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More like it!

Monday, June 1st, 2015 at 11:05 am Written by:

The word went out on the facebook groups (relayed by email to a refusenik like me) that Bradwell Edge was the place to go instead of the Long Mynd. Got up at 6am, left house at 7:15 with Becka in the car because she wanted to be dropped off at the Stockport Decathlon to replenish the shoe mountain.

I was first on the hill. The wind was strong enough to blow out all the paragliders, like other irritations like midges and farts, so the slope was reserved for just us hangies — or “stiffies” as those para-wafters often call us. I don’t happen to know the derogatory terms used for those big white “sailplane” things that were skimming along the ridge like flying canoes from the gliding club next door.


As usual, I delayed launching because it felt too windy and the first people up had shouted that it was a bit rough. Then, as I stood ready on take-off, there was not enough wind.

“I’m going to go down,” I whinged as I took off and was lifted about 500m by the first big thermal of the day. I was flying with a radio and heard a couple of the pilots above me saying that they were going to take it over the back and downwind.

I wasn’t ready to do this, still without any bearings, so I dived forwards and sped back to ridge for another one later. This put me at the level of the flying canoes, which was fine as long as they didn’t want to kill me. They must have been beginners as these are high performance machines, so I should not be able to get above them.

Weeeee, this is fun, spinning around in tight circles, riding a convective plume skywards.

I never spoke on the radio. All I heard was Gordon Rigg’s cattle-auction style monologue about the heights of each thermal he’d reached:

“I’ve got 4200 feet. Do I hear a 4-up? I’m now at 4600 feet. Going. Going. Cloud. Sold to the man with the tidy beard and brown dark glasses.


I had no idea at all where he was. He could have been flying from the Long Mynd with an antenna the size of a king-post, for all I knew. We have got to get an air-to-air universal simultaneous live-tracking system invented soon to put a stop to this.

As usual, I lost the thermal, even though I circled wider and wider to look for it. The peak district moors were all alike. The second time I looked at the town of Hathersage and the apartment block where Becka’s aunt and uncle lived, I had already passed over it downwind and towards the east.

And it was there I finally caught a good one and actually rode it to within kissing distance of the clouds.

“Come to daddy!” I shouted.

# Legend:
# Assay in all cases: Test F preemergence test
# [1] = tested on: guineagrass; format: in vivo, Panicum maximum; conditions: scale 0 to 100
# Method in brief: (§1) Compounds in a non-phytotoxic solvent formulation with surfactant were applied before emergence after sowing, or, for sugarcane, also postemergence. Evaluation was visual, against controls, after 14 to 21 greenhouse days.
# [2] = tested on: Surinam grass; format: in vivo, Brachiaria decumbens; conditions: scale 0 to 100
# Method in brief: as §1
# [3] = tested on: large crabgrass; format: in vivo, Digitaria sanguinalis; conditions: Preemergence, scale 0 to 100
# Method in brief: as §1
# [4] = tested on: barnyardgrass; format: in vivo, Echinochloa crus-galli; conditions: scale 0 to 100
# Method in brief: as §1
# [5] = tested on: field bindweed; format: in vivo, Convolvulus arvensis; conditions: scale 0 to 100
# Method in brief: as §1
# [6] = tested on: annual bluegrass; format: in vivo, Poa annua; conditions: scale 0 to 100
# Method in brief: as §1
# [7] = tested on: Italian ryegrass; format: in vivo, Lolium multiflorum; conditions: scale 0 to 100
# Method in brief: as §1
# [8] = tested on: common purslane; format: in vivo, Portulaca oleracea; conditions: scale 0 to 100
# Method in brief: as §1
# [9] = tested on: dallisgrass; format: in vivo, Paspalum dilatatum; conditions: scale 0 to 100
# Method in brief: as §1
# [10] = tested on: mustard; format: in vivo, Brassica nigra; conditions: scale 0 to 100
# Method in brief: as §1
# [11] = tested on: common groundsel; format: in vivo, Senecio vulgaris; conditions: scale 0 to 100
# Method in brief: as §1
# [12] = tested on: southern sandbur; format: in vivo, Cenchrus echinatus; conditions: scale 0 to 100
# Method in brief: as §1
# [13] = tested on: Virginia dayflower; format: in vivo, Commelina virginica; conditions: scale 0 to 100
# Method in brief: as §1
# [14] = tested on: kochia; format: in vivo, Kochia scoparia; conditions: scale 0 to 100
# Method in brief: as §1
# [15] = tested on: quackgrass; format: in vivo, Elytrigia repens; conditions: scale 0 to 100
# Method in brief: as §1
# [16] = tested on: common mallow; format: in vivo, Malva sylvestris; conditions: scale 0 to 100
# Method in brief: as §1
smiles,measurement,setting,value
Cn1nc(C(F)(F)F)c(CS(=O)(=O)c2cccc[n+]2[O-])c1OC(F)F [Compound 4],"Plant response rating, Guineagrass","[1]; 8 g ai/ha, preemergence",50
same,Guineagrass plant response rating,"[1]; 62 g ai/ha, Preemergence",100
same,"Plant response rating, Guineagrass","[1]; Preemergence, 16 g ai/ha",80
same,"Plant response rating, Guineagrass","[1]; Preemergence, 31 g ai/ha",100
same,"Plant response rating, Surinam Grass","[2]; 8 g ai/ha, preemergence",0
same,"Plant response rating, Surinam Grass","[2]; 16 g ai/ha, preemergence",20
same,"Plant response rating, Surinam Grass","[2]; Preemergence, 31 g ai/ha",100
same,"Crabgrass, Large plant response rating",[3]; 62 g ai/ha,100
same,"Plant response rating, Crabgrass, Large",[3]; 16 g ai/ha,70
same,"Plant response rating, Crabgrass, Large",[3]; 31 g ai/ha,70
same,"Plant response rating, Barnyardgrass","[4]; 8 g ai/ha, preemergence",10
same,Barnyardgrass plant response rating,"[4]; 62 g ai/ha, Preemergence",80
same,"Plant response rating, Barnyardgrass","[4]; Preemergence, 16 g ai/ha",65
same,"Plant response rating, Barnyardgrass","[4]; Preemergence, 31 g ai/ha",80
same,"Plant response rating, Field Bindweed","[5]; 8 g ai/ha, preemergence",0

And I was finally there. 1550m above sea level.


Downwind was the city of Sheffield, a great grey wheel of little ant boxes with a crunch of spiky twigs at its centre that were the skyscrapers. It was like a space station.

“Oh dear. I don’t want to be blown onto that,” I said to myself.

I headed cross-wind to the next cloud, prepared for the brutal sink by Gordon’s unending monologue. It felt like riding a 45 degree slope ski-run where you lose a lot of height very quickly, except it wasn’t enjoyable and you couldn’t buy a lift pass.

At this point I realized I had no clue about tactics or strategy. Had I been provided with some air charts and terrain maps unfolded onto a really big desk, my track-log so far, a pencil, node paper, ruler, calculator, a cafetiere of really good coffee and an inch thick chocolate brownie for afters, I might have correctly weighed up my options over the course of the next couple of hours.


But I didn’t, and instead I wound up looking out over the infinitely vast expanse of Chesterfield with absolutely no way round, and decked it in a field of fresh stubble, which I was certain was the finest landing field for miles around. Once you get fixated on something like that, there’s no turning back.

I parked by the gate and lay on the ground half out of my harness, gazing at the beautiful wings of my glider, savouring the fact that I had finally lost my UK XC virginity, until I was rudely interrupted by a car driver who had stopped to poke her head over the hedge to say, “Are you all right? Are you hurt?”

“No. Everything’s fine,” I said, standing up, composing myself.

“Okay then.” She got back in her car and sped away. There’s very little public curiosity in hang-gliding these days. It will probably only get popular when some famous celebrity gets into it instead of wasting their time and money on flash cars or extremely boring jetskis and speed boats.

I phoned Becka’s uncle who came and fetched me back to Hathersage. Then Becka and friend showed up after lunch and lent me her bike so I could peddle up to Bradwell Edge to collect the car, return the bike so they could carry on while I drove off the other way to collect my glider from the field.

I would now dearly love to look at the 74Mb of data which this flight has dumped on my SD card, but I better get back to work calibrating the machine tool instead of having any more fun this morning.

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